When you want to opt for the right archive storage media, there are many elements to consider. The most important part is the selection process, which must establish a clear understanding of the requirements. It usually starts with comprehending why archives are needed and the type of archived data required. You may also want to consider the frequency of access to the archive and the search capabilities needed.

9. Amazon S3 Glacier Deep Archive

Amazon provides the Glacier Depp Archive storage class, which is one of the best data archiving software available in the market. It is designed to provide secure and long-term storage. The data is stored across three AWS Availability Zones.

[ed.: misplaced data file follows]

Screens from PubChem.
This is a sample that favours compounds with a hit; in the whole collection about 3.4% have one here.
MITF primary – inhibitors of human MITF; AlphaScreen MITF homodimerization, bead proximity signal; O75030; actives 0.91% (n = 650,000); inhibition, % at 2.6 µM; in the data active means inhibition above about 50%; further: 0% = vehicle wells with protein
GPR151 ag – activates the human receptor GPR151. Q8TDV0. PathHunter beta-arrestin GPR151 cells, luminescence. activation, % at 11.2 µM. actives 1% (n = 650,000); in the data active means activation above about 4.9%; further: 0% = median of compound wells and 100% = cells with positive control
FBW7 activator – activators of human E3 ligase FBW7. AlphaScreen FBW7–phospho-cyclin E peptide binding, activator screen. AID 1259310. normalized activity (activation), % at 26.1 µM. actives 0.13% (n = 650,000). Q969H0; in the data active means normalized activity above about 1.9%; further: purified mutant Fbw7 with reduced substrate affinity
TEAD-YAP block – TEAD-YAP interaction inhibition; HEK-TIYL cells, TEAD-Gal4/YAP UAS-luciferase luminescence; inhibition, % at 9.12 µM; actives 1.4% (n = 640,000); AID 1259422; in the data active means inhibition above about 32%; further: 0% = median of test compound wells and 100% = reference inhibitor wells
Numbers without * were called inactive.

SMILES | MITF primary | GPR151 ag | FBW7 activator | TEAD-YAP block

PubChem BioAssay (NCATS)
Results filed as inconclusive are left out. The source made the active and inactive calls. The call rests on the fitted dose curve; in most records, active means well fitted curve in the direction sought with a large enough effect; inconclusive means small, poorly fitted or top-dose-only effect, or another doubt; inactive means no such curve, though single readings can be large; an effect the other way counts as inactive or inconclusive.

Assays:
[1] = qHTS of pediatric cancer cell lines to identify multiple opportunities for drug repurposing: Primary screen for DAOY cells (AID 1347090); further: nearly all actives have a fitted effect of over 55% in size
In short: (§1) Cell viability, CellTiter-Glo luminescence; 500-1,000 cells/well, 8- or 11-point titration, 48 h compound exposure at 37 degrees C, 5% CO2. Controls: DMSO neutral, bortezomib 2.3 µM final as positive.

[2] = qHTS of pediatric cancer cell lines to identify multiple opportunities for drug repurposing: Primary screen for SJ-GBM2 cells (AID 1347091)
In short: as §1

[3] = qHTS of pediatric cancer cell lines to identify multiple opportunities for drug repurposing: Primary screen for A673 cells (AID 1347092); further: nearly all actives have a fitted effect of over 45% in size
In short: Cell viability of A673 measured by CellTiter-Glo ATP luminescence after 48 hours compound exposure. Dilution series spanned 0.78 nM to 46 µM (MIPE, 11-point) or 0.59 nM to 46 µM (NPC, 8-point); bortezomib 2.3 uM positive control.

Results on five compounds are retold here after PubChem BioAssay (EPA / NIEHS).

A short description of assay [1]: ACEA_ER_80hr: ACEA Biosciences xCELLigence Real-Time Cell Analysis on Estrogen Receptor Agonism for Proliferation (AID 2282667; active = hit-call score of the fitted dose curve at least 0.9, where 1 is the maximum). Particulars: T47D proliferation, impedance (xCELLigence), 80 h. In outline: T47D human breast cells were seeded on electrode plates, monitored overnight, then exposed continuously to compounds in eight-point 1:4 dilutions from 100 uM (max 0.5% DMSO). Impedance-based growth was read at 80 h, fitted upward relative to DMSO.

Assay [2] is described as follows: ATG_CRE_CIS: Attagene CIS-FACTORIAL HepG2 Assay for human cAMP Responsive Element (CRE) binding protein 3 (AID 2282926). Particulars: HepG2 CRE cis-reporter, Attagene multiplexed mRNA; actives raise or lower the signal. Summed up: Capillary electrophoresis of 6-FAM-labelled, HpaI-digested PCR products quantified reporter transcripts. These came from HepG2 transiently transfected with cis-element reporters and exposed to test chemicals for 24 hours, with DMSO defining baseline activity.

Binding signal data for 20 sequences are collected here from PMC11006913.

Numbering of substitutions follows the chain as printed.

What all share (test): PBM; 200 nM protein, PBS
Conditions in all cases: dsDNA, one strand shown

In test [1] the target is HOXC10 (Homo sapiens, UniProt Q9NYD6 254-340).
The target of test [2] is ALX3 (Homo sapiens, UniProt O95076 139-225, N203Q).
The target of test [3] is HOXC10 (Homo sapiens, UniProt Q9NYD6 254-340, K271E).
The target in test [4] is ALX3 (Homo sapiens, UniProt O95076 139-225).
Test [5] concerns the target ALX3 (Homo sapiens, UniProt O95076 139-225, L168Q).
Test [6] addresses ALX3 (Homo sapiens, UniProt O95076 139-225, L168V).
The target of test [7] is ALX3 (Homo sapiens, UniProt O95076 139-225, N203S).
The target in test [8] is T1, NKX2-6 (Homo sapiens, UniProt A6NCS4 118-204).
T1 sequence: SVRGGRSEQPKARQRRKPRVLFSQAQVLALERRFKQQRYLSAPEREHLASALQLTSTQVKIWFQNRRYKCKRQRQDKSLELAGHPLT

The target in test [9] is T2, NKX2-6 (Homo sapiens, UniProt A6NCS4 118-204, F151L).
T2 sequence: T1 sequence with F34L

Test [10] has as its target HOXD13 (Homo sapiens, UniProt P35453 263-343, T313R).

You no longer have to deal with expensive tape drives or off-premises storage when you have the option to store data in S3 Glacier Deep Archive. Moreover, with this archive, you can easily migrate data to newer generations of media.

If you have existing S3-compatible applications like code, scripts, and lifecycle rules, you can surely take advantage of Glacier Deep Archive Storage. You can specify a new storage class when you upload an object or alter the storage class. You can use other S3 features such as Object Tagging, Storage Class Analysis, and Cross Region Replication. 

The existing S3 Glacier storage allows you to access your data quickly. You can switch to Deep Archive for a more affordable archiving solution if you are using Glacier storage class and accessing your data.